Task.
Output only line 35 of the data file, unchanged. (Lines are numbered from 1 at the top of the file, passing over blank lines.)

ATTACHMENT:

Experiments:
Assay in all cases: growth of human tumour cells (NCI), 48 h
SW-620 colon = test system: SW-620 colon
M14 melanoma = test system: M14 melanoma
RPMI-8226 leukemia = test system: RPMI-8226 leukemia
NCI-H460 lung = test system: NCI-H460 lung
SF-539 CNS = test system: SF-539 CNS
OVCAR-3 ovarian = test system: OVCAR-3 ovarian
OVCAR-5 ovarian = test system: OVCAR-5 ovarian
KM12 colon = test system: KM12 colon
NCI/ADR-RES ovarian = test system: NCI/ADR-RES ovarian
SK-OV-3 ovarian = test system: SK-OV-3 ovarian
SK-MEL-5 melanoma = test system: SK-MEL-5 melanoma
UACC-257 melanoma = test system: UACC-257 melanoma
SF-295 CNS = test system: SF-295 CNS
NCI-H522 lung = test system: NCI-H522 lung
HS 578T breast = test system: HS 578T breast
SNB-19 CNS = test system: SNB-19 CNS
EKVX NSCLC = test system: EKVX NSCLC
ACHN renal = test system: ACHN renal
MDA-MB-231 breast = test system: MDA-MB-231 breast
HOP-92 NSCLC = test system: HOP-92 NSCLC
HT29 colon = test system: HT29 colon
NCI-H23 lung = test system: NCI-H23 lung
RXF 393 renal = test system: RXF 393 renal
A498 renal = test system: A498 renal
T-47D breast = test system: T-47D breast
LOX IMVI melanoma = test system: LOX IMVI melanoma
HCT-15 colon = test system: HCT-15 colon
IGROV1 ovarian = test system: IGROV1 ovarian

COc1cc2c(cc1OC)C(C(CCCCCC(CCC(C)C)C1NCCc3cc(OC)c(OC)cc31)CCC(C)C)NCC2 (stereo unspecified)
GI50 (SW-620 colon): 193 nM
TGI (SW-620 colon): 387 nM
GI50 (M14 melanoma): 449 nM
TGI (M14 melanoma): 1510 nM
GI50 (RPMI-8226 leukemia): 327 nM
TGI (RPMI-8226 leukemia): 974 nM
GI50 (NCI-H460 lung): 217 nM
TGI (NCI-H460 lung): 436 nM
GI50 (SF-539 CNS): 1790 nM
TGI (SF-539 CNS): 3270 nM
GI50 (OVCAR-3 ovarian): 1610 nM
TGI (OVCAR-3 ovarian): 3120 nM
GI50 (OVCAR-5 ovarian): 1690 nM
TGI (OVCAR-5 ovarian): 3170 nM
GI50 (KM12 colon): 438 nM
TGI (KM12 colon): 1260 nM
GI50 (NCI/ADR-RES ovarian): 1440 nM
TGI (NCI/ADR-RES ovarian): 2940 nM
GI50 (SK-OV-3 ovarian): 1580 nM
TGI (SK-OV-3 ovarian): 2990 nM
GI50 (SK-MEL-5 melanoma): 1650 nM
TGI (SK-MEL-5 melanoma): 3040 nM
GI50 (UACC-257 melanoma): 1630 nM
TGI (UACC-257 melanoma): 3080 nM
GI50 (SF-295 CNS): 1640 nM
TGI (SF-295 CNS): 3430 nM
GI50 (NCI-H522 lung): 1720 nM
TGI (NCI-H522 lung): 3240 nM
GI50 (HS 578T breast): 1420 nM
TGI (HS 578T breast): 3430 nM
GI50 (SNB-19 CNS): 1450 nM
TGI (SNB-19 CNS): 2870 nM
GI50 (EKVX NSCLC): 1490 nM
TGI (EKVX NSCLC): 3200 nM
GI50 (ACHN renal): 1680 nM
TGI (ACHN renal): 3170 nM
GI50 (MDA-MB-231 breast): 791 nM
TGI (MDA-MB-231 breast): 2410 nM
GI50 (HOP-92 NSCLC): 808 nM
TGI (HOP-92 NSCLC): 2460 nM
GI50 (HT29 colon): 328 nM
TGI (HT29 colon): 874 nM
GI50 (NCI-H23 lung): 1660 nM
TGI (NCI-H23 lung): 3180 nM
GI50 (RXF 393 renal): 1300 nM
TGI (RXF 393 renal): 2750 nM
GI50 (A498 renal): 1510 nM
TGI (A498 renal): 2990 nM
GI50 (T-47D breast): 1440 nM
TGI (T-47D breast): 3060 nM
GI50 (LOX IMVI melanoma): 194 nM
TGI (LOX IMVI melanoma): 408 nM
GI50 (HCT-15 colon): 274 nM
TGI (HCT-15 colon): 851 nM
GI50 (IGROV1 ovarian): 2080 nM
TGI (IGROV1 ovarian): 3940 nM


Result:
TGI (M14 melanoma): 1510 nM